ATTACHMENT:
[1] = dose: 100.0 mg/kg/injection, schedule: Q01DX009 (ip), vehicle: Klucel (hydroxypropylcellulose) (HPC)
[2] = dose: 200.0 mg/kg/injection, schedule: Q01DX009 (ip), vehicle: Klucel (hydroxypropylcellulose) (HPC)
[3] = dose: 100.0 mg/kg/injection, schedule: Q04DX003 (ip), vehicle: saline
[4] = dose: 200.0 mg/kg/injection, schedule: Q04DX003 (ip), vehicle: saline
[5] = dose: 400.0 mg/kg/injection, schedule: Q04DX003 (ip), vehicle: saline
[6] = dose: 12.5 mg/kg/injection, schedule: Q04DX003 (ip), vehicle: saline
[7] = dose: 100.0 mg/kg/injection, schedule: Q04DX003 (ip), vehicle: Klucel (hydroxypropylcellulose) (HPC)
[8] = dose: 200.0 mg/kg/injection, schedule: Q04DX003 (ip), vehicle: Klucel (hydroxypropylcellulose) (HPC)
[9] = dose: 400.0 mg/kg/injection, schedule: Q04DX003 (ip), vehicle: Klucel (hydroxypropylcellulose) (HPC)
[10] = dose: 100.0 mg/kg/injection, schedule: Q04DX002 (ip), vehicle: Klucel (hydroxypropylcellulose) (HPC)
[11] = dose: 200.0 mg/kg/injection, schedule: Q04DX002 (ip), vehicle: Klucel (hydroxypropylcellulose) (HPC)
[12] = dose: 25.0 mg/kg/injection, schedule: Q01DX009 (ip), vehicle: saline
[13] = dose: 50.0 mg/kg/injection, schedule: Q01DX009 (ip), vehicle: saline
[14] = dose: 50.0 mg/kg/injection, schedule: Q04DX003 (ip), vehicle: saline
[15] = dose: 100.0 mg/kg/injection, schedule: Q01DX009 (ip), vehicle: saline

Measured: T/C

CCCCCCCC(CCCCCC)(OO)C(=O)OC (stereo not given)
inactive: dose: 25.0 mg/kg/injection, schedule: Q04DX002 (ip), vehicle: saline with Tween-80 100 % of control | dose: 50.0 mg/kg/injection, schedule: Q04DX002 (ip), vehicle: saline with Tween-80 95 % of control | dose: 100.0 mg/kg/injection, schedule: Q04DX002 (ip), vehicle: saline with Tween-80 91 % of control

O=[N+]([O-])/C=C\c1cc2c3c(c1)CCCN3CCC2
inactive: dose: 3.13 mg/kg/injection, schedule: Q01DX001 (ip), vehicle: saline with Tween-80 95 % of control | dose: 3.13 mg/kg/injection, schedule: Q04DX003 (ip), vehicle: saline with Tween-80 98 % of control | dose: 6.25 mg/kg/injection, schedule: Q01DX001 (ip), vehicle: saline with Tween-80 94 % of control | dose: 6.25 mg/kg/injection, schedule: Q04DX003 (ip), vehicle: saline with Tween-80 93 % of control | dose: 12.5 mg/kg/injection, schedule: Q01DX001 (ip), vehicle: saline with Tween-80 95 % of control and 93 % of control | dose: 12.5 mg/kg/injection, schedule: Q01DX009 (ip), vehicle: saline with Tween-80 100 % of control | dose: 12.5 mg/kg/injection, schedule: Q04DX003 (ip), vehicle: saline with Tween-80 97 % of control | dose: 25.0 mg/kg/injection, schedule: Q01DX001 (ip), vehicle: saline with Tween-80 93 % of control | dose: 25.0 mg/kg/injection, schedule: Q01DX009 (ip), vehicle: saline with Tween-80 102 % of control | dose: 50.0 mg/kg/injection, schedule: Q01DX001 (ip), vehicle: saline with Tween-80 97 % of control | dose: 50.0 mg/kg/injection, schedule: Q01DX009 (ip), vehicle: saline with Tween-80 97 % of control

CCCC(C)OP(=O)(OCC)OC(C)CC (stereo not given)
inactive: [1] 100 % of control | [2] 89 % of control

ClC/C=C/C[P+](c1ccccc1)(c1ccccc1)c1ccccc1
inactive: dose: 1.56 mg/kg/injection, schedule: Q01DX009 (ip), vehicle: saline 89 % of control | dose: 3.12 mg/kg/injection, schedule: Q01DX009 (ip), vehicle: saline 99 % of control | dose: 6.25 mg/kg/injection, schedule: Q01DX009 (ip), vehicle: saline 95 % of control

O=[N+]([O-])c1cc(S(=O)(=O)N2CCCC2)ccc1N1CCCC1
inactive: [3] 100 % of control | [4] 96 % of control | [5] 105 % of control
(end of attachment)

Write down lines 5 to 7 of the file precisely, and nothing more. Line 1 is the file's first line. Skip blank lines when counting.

[5] = dose: 400.0 mg/kg/injection, schedule: Q04DX003 (ip), vehicle: saline
[6] = dose: 12.5 mg/kg/injection, schedule: Q04DX003 (ip), vehicle: saline
[7] = dose: 100.0 mg/kg/injection, schedule: Q04DX003 (ip), vehicle: Klucel (hydroxypropylcellulose) (HPC)